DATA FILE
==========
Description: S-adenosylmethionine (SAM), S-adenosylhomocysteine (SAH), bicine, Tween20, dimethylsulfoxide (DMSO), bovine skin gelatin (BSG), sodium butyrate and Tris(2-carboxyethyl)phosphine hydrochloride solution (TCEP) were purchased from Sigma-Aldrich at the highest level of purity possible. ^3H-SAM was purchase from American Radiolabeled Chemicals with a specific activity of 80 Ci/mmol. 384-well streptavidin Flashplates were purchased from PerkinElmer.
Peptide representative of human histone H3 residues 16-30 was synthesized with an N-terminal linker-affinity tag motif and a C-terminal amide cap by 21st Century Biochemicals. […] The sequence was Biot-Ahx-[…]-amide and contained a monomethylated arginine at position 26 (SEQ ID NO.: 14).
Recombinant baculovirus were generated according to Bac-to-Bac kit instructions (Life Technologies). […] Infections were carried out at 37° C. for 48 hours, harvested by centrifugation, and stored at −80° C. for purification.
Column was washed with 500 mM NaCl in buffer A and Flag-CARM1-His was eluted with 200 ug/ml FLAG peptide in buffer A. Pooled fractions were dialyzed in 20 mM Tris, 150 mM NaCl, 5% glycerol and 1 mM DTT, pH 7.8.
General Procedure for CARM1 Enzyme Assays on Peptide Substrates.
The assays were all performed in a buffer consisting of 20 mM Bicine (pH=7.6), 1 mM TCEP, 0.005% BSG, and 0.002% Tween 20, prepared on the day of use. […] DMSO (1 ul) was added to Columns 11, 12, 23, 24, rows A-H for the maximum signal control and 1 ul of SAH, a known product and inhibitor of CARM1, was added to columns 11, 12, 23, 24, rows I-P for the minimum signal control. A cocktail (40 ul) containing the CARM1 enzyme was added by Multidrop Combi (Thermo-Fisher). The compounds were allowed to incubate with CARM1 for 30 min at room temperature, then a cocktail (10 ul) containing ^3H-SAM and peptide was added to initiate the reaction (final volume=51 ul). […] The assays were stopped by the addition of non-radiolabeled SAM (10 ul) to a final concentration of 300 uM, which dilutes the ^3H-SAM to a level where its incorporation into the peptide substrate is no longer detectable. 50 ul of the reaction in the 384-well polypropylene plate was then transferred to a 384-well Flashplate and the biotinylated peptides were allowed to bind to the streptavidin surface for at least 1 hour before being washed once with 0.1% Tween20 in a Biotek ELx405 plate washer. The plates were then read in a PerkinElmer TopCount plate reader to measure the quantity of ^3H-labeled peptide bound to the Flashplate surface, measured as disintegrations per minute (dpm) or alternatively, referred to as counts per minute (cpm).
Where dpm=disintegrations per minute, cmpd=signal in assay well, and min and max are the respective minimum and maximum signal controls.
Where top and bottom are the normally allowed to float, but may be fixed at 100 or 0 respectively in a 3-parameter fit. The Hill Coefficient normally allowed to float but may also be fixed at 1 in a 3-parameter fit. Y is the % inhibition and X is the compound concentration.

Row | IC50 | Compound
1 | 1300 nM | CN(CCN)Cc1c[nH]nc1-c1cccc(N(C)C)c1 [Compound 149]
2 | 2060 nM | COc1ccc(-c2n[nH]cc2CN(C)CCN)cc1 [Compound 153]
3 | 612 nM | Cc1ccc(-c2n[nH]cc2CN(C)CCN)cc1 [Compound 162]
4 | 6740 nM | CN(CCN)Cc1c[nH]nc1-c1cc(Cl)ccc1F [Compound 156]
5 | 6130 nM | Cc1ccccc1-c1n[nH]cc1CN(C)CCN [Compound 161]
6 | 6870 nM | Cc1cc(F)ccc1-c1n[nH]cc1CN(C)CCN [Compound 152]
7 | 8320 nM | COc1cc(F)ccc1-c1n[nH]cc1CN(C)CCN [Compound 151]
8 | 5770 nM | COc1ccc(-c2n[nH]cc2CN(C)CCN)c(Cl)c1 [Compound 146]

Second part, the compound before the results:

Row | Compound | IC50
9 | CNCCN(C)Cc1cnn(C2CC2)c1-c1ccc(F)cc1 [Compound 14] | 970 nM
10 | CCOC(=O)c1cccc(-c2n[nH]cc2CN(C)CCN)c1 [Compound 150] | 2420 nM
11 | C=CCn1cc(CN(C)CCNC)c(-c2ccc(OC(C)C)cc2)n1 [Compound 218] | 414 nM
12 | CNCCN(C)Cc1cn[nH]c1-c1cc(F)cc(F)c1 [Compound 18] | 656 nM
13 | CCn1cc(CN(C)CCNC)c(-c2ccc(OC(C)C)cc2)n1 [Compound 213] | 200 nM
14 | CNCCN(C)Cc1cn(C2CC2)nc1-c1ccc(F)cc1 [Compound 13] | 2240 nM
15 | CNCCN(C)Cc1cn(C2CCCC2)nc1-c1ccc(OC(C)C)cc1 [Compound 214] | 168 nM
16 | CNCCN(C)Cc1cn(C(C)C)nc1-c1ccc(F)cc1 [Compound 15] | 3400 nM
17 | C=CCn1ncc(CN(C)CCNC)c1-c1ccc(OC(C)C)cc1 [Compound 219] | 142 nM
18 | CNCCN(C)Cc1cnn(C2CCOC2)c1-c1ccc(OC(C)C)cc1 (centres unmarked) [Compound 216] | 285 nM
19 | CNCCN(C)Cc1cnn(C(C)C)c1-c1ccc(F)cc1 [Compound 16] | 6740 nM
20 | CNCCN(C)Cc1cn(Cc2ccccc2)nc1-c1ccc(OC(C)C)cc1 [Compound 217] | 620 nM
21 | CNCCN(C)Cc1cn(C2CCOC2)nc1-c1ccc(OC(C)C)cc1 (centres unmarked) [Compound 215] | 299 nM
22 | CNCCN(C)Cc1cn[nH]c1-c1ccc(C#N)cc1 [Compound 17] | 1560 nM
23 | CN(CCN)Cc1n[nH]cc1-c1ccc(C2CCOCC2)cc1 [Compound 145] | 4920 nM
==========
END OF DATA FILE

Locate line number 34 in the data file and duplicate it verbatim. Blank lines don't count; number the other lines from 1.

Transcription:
23 | CN(CCN)Cc1n[nH]cc1-c1ccc(C2CCOCC2)cc1 [Compound 145] | 4920 nM